Writing Definitions

For Project 2, you need to include a glossary of the key terms that relate to the topic that you have chosen. You probably know a great deal about definitions, since most of you have been looking up words in the dictionary since you were very young. Today, we’re going to review strategies for writing definitions, look at some example glossaries, and then end with the in-class writing.


We will also talk about descriptions (pp. 366–374), so be sure you have read that section of the text.

Introduction to Project 2

Today, we begin Project 2, an assignment that asks you to write technical definitions, descriptions, and step-by-step instructions. Markel, Chapter 14 (“Writing Definitions, Descriptions, and Instructions”) will be your best friend as we work on this project. We’ll also return to the information on audience and purpose from Chapter 4, and we’ll look at some relevant information in Chapter 8 (“Creating Graphics”).

Here’s what we’ll do today:

  • I’ll explain the requirements for Project 2, and talk about some changes to the schedule.
  • We’ll brainstorm some potential topics for Project 2, and talk about how to ensure that they are specific enough
  • We’ll find some examples of technical definitions, descriptions, and step-by-step instructions on the Virginia Tech website.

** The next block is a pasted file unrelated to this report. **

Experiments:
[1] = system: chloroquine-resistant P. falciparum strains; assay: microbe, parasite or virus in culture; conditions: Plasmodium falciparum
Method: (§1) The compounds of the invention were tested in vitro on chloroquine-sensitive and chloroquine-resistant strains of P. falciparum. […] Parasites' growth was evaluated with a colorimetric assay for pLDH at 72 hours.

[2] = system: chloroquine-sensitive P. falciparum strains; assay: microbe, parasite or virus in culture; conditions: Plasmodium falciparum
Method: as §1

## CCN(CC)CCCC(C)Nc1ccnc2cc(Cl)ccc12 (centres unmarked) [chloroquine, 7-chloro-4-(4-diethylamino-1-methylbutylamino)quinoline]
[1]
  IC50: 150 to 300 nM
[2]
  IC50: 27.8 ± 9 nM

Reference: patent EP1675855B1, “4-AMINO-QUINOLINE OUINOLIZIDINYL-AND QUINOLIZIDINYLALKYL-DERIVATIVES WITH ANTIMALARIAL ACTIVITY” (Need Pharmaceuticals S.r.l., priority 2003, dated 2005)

• We’ll end with the in-class writing. Go to “Tests & Quizzes” in Scholar and complete today’s assignment, “02/21 Major Website Analysis.”


On Monday, I will ask you to propose your topic for Project 2 for the in-class writing. Spend some time this weekend thinking about possibilities and choose a topic. Think about your specific audience and purpose as they relate to that topic. Return to the information on audience and purpose in Chapter 4 if you need a refresher.

We will also talk about definitions (pp. 358–366), so be sure you have read that section of the text.

Sassy Email Responses

I have a change of plans for today. I am still setting up Project 2, so we’re going to talk about those personal email messages that you will ultimately have to send to a teacher or manager instead. At some point, you are going to have to email your manager that you are sick and won’t be coming in. It’s also likely that you are going to have to let your manager know that something has gone wrong and you’ll miss a key meeting or won’t meet a deadline. You’re also going to need to ask for a day off for personal reasons.

All these emails have a lot in common with the messages that students send teachers, so I’m going to share some examples from my files, talk about how to improve them, and end with a list of what you should include when you send an email to your teacher or manager.

In-Class Writing

We’ll do the writing at the end of the session today (so you can demonstrate you were paying attention). Go to “Tests & Quizzes” in Scholar and complete today’s in-class writing, “02/19 Email Excuse.” Choose one of the four options and write your answer in Scholar. You are not actually sending me an email message. Be sure to indicate which option you have chosen. You have until 5 PM tomorrow, Thursday, 02/20, to turn in your work.


If you haven’t started reading Markel, Chapter 14, “Writing Definitions, Descriptions, and Instructions,” please do. We’ll go over all the parts of the chapter in class during the next week or so.

Submitting Project 1